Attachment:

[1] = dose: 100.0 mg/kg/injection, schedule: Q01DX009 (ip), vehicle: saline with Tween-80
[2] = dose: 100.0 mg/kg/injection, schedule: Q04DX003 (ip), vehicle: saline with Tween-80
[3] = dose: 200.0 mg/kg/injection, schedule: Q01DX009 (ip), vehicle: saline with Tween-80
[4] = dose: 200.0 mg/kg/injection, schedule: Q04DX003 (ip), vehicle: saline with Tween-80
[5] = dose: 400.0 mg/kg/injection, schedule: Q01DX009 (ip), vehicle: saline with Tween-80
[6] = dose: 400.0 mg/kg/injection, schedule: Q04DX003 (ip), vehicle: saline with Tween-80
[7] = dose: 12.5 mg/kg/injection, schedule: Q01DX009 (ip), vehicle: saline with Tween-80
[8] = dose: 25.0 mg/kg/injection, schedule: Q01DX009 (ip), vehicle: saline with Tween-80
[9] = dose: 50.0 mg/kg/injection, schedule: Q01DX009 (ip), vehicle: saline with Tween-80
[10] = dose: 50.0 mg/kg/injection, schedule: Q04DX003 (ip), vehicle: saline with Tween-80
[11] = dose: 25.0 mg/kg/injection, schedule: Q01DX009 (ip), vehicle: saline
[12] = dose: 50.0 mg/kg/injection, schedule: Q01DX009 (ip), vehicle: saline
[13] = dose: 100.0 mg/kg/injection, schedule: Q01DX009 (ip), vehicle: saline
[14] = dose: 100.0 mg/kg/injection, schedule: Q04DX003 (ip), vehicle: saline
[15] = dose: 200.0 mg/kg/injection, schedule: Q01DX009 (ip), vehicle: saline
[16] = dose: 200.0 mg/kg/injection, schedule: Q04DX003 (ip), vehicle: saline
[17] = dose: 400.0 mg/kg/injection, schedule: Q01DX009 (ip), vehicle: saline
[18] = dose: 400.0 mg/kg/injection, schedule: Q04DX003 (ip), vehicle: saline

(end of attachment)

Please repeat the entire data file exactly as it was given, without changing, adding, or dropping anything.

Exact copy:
[1] = dose: 100.0 mg/kg/injection, schedule: Q01DX009 (ip), vehicle: saline with Tween-80
[2] = dose: 100.0 mg/kg/injection, schedule: Q04DX003 (ip), vehicle: saline with Tween-80
[3] = dose: 200.0 mg/kg/injection, schedule: Q01DX009 (ip), vehicle: saline with Tween-80
[4] = dose: 200.0 mg/kg/injection, schedule: Q04DX003 (ip), vehicle: saline with Tween-80
[5] = dose: 400.0 mg/kg/injection, schedule: Q01DX009 (ip), vehicle: saline with Tween-80
[6] = dose: 400.0 mg/kg/injection, schedule: Q04DX003 (ip), vehicle: saline with Tween-80
[7] = dose: 12.5 mg/kg/injection, schedule: Q01DX009 (ip), vehicle: saline with Tween-80
[8] = dose: 25.0 mg/kg/injection, schedule: Q01DX009 (ip), vehicle: saline with Tween-80
[9] = dose: 50.0 mg/kg/injection, schedule: Q01DX009 (ip), vehicle: saline with Tween-80
[10] = dose: 50.0 mg/kg/injection, schedule: Q04DX003 (ip), vehicle: saline with Tween-80
[11] = dose: 25.0 mg/kg/injection, schedule: Q01DX009 (ip), vehicle: saline
[12] = dose: 50.0 mg/kg/injection, schedule: Q01DX009 (ip), vehicle: saline
[13] = dose: 100.0 mg/kg/injection, schedule: Q01DX009 (ip), vehicle: saline
[14] = dose: 100.0 mg/kg/injection, schedule: Q04DX003 (ip), vehicle: saline
[15] = dose: 200.0 mg/kg/injection, schedule: Q01DX009 (ip), vehicle: saline
[16] = dose: 200.0 mg/kg/injection, schedule: Q04DX003 (ip), vehicle: saline
[17] = dose: 400.0 mg/kg/injection, schedule: Q01DX009 (ip), vehicle: saline
[18] = dose: 400.0 mg/kg/injection, schedule: Q04DX003 (ip), vehicle: saline